5. Fort Matanzas National Monument

Our family stumbled upon Fort Matanza National Monument during one of our drives down on A1A in Anastasia Island. To our surprise, once we parked and walked inside a small building, we found out they offer free 5 minutes Ferry rides to take you over to the fort.

The Fort Matanza National Monument has a very important role in protecting St. Augustine from the enemy trying to sneak in a back way thru the Matanza River and they will explain this and much more during this FREE amazing history rich tour.

Kids will absolutely LOVE this Rangers’ guided tour where they will take visitors inside the fort to see 2 of the original cannons, sleeping/living quarters, and a lookout deck on top only accessible by ladder. The details inside the sleeping living quarters truly take them back in time and even during the hottest summer months those coquina walls keep this building surprisingly cool (good engineering lesson as well😉). Fort Matanza National Monument offers a great history lesson for children and adults.

6. Marineland

Marineland was the World’s First Oceanarium, that opened in 1938. Today Marineland operates as a dolphin conservation center, where you can see dolphins, feed the dolphins, swim with the dolphins, all while learning about them, their habits, and the environment.

Our family loves to visit Marineland, and its beautiful surroundings are breathtaking as it’s on a cliff right off the Atlantic Ocean, offering an absolutely stunning view. Kids will love this Dolphin Adventure but keep in mind it requires an entrance fee and tickets for all activities you’d like to do. A Dolphin adventure well worth it!

7. Washington Oaks Gardens State Park

There is so much history in Washington Oaks State Park you should plan on spending at least a few hours at this site.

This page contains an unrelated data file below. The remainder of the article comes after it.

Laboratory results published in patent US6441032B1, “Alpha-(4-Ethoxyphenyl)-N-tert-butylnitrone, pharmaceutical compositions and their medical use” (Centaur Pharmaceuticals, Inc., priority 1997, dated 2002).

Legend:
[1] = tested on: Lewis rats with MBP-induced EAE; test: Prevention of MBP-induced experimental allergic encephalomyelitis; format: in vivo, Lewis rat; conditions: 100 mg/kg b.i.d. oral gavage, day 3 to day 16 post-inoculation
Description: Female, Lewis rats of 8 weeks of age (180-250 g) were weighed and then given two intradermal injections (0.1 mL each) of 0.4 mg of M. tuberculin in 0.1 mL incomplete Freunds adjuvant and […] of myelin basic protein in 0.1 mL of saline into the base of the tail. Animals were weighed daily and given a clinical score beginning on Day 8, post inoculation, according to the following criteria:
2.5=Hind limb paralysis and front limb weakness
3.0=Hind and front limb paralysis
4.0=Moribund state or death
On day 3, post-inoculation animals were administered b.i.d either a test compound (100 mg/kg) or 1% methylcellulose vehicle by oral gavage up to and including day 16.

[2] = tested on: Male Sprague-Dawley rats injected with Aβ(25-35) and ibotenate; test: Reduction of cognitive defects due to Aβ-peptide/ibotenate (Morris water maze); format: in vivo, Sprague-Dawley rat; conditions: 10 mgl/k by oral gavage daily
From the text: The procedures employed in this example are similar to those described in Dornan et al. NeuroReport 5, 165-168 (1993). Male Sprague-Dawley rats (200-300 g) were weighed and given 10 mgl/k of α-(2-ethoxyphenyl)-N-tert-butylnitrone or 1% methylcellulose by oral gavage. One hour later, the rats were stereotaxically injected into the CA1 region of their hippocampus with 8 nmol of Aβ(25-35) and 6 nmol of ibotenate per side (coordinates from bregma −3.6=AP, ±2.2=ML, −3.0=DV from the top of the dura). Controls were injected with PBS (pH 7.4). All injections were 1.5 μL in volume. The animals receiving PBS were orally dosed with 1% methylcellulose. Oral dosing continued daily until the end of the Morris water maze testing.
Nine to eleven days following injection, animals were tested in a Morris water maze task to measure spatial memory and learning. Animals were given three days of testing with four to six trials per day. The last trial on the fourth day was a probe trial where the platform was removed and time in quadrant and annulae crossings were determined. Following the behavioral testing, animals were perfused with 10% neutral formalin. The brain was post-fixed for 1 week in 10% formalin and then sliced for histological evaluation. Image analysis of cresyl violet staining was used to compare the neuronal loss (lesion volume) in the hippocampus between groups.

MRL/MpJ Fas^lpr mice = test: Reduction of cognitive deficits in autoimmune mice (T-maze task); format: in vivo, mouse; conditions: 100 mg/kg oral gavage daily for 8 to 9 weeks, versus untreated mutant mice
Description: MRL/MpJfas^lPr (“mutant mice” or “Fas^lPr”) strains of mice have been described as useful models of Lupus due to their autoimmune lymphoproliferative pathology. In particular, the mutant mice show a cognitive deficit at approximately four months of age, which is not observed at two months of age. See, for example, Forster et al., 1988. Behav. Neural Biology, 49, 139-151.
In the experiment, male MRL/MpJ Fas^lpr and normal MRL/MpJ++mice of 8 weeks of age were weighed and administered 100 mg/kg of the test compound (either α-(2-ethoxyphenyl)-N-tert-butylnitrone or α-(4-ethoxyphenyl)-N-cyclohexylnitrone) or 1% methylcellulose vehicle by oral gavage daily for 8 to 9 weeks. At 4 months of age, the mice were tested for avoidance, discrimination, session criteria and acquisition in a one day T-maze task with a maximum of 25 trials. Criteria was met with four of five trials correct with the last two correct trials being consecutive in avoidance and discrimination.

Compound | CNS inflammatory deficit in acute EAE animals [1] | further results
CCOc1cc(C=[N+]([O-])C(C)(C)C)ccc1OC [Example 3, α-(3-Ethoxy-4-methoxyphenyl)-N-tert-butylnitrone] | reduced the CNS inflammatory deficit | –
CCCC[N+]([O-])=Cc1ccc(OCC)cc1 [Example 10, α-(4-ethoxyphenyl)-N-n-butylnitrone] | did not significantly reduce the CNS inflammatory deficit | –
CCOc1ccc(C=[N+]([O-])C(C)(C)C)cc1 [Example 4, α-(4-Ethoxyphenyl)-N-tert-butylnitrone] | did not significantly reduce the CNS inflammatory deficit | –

From learning about some of the Native American’s Fish hunting habits to how Citrus crops were brought for the very first time to our country by Spanish settlers in this very site,

this park doesn’t receive the attention it really deserves.

Its beautiful historic Rose Garden, Bella Vista Trail, man built river pond, and canopying oak trees, receive lots of attention and reviews online. However, the Young’s house is also found on its premises, and here is where you will learn the history and importance of this beautiful place.

As Homeschooling families we have many Blessings and one of them is exploring and learning things more in-depth than kids enrolled in school have the chance and time to do.

Whether it’s St. Augustine or not, enjoy and embrace the time you have together with your children to not only learn from textbooks but also go out and explore. These will be the experiences and times our children will remember, cherish, and help them the most.

Job 12:7-10

But ask the animals, and they will teach you, or the birds in the sky, and they will tell you; or speak to the earth, and it will teach you, or let the fish in the sea inform you. Which of all these does not know that the hand of the LORD has done this? In his hand is the life of every creature and the breath of all mankind.
May you enjoy St. Augustine as much as we do,
Juno. 🌊

Show comments

Read the discussion

2 replies to “St. Augustine: A History Lesson in America’s Oldest City”

  1. Yankee soul/girl at 💓 says:

    I so enjoyed your St Augustine article. My husband and I have been there several times, and we agree every time is like the first time. Next time we go we will use this article to guide us to places we haven’t seen yet. Thanks and keep up the good work Juno👏

    1. Juno says:Author

      Hi,
      and thank you for your feedback and encouragement.😇 Glad this article can be of good use for you and your husband and I truly hope you both will enjoy these places as much and even more than we did!!

      Many Thanks,
      Juno.

Comments are closed.